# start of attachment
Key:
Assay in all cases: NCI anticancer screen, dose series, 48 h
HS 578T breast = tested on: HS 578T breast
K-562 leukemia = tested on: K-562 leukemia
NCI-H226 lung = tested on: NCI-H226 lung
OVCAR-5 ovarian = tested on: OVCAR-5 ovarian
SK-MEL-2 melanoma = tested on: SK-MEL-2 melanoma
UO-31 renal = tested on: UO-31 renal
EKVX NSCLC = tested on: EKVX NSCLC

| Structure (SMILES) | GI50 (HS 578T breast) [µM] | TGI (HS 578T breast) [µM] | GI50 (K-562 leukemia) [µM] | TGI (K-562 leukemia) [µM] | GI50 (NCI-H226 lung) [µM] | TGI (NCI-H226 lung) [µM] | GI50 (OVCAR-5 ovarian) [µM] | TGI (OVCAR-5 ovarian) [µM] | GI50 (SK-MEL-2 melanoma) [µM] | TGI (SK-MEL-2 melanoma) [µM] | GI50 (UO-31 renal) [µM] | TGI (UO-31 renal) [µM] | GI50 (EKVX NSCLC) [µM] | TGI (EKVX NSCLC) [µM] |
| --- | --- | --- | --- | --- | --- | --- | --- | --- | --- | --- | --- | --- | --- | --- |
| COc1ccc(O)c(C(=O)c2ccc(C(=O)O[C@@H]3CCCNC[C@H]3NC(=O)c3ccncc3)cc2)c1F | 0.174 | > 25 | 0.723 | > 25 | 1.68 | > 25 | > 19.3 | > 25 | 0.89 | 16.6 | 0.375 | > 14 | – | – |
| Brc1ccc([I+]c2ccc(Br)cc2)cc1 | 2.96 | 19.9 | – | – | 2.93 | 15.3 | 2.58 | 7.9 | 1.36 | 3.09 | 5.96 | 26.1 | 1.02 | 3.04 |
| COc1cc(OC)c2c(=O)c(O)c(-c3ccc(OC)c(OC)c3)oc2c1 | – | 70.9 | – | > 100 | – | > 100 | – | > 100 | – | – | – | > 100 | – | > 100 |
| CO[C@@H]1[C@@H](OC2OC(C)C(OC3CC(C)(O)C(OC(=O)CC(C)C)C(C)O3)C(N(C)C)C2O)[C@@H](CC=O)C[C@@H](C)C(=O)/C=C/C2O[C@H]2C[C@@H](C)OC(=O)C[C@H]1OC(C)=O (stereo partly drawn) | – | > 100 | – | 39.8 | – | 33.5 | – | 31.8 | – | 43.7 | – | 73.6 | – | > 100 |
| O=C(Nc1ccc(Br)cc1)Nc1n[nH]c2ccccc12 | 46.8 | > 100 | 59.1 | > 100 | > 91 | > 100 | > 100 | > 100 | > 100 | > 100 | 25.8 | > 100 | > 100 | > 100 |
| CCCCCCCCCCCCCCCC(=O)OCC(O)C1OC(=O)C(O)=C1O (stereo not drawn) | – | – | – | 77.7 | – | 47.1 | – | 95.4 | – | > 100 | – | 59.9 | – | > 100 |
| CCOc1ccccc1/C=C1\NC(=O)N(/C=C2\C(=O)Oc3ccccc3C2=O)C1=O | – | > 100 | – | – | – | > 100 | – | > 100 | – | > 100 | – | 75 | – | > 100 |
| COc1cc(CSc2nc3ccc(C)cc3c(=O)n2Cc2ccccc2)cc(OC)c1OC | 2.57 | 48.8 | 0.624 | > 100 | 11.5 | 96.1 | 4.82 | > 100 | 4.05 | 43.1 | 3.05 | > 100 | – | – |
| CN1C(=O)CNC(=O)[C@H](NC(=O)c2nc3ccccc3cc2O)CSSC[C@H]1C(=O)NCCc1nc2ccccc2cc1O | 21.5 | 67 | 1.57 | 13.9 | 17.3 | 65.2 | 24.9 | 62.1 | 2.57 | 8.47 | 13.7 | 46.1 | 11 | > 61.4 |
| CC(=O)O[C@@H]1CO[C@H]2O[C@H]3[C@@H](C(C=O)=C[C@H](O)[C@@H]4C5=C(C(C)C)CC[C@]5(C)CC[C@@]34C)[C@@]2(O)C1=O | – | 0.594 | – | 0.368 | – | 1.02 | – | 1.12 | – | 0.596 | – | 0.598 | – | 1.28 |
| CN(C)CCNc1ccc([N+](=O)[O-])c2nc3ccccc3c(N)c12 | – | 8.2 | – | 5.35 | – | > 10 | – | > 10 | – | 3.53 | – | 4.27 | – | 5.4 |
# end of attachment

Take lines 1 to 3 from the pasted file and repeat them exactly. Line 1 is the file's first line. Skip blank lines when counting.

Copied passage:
Key:
Assay in all cases: NCI anticancer screen, dose series, 48 h
HS 578T breast = tested on: HS 578T breast